The relaxation of campaign finance laws has had a pretty complicated effect on democracy. On the one hand, more people are donating so the number of people who participate in elections by donating to candidates or campaigns or PACs has gone up over time, and that’s true of progressives as well as conservatives. I think the complicated part has been that on the right, there’s been a kind of perfect storm of factors that have empowered populists … and that’s made it such that you have candidates like Marjorie Taylor Greene or Trump, who the establishment would probably view as unelectable, in part because they’re not committed to democratic principles. So the story isn’t that it’s been good or bad for democracy – it’s been both.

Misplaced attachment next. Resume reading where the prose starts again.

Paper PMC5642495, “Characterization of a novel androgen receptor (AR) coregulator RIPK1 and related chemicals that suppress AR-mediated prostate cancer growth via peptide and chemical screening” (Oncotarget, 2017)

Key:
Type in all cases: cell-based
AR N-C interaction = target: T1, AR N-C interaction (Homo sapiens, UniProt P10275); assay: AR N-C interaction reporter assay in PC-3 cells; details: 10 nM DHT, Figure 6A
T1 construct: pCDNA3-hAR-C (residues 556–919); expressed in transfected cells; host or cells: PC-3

James Bopp, a conservative attorney who has advised the National Right to Life Committee since the 1970s, among other organizations, is a character who surfaces again and again in your book. Is there a way to assess the impact he’s had on the anti-abortion and anti-campaign finance regulation movements? If he wasn’t working on these two things, would the world look a lot different?
He’s obviously kind of the hero, or antihero, of the book. If we’re trying to understand the motives of people who felt this way, it was the easiest for me to understand him. I had the most insight into what he was doing. It wasn’t always true that the strategies he developed or the arguments he made worked; quite often they didn’t. But he was able, along with his colleagues at the National Right to Life Committee, to see opportunities that others weren’t yet recognizing. So it’s hard to say. This isn’t a narrative about one person who changed the world or even one organization. But I think that if you’re trying to understand how social conservatives come on board, the National Right to Life Committee is pretty central to that story. And Bopp was the leader of that effort within the National Right to Life Committee.